Notarized translations differ from the certified one on certain criteria. A notarized translation does not demand a high quality of translation, but rather fulfills the formal requirements of a certain institution. Usually, a professional translator hands in the ready document in the target language to the notary public, who then asks the translator to swear an oath which proves the accuracy of the translation. After this, the translator also signs an affidavit that contains all official details like the signature and seal of the notary. Only after this, the translated document becomes valid.

In the case of notarized translation, the notary certified translation doesn’t check the document’s quality. For them, the identity of the translator is important, because they have to trust their words. So, it is more of a third party check which ensures that the translator completed the work, did their best, and provided accurate results. Notarized translation is rather an act of double security that ensures that the information is correct. If it’s not, the translator could be held liable for completing the wrong translation. That’s why their oath at the notary public is important. Notarized translations are often ordered for semi-legal and smaller legal documents.

What is the Difference between Certified Translation and Certified Translator?

If the translator is certified, that means they have a professional degree from an educational establishment with a major in translation. Also, this person passes the test which proves their ability to work with a certain language pair. Often, such people have certification of the US Translators Association, which means that specialists worked hard to pass the test.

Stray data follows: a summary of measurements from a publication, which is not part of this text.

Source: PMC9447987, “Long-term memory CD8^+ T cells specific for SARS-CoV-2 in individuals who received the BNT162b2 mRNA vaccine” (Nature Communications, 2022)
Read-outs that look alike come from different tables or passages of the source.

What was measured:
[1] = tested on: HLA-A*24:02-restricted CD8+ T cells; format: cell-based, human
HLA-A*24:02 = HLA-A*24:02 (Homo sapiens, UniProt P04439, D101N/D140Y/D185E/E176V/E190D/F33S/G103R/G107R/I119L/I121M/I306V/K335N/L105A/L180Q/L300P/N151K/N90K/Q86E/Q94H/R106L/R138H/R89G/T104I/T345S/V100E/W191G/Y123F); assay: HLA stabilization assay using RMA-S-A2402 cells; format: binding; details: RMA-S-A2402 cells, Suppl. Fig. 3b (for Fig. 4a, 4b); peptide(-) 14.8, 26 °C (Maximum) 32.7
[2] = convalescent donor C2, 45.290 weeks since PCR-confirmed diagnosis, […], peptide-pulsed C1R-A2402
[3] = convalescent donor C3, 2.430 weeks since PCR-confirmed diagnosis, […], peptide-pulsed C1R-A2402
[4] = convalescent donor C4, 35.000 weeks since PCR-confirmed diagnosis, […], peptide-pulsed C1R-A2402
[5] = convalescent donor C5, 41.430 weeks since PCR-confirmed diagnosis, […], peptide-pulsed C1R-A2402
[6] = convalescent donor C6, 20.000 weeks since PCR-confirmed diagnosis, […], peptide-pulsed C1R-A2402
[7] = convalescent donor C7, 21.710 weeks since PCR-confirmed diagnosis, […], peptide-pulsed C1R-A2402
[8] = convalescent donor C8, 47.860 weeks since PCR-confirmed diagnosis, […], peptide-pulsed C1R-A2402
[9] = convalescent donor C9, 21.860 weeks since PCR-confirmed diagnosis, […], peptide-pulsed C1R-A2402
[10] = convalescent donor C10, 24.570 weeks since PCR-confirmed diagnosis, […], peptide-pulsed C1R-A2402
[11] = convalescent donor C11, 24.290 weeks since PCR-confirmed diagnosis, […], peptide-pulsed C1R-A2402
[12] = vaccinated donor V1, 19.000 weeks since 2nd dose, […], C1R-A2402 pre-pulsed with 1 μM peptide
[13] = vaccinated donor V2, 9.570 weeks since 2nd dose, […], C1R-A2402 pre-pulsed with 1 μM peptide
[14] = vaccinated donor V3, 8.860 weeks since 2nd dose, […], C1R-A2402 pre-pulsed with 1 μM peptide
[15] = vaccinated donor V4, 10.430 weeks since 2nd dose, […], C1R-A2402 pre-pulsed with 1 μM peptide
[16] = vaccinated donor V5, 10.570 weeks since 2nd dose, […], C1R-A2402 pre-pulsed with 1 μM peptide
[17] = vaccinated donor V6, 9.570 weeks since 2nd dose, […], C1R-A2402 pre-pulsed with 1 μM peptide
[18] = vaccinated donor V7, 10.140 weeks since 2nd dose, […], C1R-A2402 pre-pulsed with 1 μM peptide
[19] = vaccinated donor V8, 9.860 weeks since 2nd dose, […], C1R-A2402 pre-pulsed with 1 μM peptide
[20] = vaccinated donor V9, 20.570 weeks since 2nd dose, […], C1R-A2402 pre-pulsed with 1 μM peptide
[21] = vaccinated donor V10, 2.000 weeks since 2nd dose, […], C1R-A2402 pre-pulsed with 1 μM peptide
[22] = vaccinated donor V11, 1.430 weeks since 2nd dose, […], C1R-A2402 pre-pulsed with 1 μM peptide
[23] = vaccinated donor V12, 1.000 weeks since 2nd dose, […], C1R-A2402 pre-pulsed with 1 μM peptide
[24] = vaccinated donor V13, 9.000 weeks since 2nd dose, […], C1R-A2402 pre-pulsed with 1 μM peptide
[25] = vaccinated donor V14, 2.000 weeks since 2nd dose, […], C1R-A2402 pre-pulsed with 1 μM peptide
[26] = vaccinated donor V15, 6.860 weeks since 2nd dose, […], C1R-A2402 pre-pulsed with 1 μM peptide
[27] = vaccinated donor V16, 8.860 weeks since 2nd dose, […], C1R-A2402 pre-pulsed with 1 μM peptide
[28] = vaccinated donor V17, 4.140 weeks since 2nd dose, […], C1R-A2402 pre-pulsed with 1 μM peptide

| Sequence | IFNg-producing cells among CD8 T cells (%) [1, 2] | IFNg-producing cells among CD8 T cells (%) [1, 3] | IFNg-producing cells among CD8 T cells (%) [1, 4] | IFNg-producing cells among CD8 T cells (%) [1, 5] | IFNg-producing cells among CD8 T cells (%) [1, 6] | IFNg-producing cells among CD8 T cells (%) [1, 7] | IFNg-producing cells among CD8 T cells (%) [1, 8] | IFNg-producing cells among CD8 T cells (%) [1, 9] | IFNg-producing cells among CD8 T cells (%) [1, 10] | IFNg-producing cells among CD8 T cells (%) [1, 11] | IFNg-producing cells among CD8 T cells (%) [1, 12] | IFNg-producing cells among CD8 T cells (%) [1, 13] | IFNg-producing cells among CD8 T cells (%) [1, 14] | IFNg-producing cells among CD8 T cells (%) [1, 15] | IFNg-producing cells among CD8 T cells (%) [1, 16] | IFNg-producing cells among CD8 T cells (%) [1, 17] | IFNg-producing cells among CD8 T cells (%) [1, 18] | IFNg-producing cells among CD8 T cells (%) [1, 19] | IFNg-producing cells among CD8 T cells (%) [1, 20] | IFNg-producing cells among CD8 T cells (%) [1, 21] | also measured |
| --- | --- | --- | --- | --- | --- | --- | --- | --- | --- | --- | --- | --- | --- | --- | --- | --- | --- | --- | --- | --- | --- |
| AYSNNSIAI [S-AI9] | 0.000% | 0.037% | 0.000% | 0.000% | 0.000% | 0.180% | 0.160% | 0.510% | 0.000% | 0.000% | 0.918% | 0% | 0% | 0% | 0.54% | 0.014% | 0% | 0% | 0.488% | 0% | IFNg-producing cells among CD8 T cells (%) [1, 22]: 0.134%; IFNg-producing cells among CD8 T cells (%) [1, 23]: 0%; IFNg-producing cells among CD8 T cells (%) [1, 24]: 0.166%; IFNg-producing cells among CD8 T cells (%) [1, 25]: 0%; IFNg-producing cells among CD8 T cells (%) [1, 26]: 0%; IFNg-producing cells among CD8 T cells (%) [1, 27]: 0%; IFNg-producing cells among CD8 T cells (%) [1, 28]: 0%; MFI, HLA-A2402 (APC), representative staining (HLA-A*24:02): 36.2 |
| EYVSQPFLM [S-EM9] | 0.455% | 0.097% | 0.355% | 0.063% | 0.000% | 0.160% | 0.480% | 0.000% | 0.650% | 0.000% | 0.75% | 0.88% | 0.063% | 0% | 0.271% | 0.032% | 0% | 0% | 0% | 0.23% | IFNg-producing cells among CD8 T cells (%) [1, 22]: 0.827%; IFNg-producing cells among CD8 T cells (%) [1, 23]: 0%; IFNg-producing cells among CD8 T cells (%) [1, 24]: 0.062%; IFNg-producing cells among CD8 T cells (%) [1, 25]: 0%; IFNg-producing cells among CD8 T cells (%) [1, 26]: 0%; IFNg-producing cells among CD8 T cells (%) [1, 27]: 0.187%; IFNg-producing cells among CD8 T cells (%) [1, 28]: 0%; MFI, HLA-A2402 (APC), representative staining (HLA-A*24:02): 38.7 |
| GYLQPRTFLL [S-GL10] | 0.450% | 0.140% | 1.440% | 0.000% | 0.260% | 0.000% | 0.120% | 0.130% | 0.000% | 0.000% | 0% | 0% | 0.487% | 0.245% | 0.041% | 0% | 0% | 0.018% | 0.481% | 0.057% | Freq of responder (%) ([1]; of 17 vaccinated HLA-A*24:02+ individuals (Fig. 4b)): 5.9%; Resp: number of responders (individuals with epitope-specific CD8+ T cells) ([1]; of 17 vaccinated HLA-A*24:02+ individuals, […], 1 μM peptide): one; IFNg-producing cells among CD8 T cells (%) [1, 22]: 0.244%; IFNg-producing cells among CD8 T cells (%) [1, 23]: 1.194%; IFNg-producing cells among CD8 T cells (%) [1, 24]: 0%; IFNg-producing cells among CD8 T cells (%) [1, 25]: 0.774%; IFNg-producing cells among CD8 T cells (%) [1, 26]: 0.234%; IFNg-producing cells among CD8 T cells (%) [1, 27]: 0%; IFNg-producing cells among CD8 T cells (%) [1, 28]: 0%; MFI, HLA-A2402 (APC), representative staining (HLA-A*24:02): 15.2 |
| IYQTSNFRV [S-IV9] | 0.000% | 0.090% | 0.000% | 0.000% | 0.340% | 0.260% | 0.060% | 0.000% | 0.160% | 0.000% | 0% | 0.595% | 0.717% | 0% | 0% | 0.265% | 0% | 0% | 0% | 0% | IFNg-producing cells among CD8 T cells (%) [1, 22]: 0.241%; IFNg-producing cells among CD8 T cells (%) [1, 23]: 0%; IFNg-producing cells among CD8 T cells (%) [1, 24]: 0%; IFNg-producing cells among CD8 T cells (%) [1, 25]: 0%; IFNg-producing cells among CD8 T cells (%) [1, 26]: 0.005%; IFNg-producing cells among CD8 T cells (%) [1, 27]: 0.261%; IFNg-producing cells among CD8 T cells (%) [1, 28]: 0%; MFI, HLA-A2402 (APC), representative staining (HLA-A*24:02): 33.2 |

Although hiring a certified specialist for translation of the certified document is preferable, that is not the only variant. If the translator has much experience and is well-qualified, you may trust your translation to them. In many companies, such translation is assigned to the most qualified and experienced specialists. After this, it goes to another specialist for proofreading. They both may not be certified, but translate the same well.

Do Translated Documents Need to Be Notarized?

In the present day, you do not need to do both certification and notarization. You need either one or the other, as usually, agencies don’t require both. Also, notarization is less costly because the translator does not compare documents in such a way as certification does. This is acceptable for daily business, so choose notarization for such kinds of documents. Also, it provides a sense of comfort because you know that the translator gave an oath, so they are sure of the result.

Generally, for educational or business purposes, use notarized documents. However, if it’s a government document like a driving license, notarized translation may be unsafe, so use a certified one. Also, for immigration, always certify your documents and bring them in hard copy.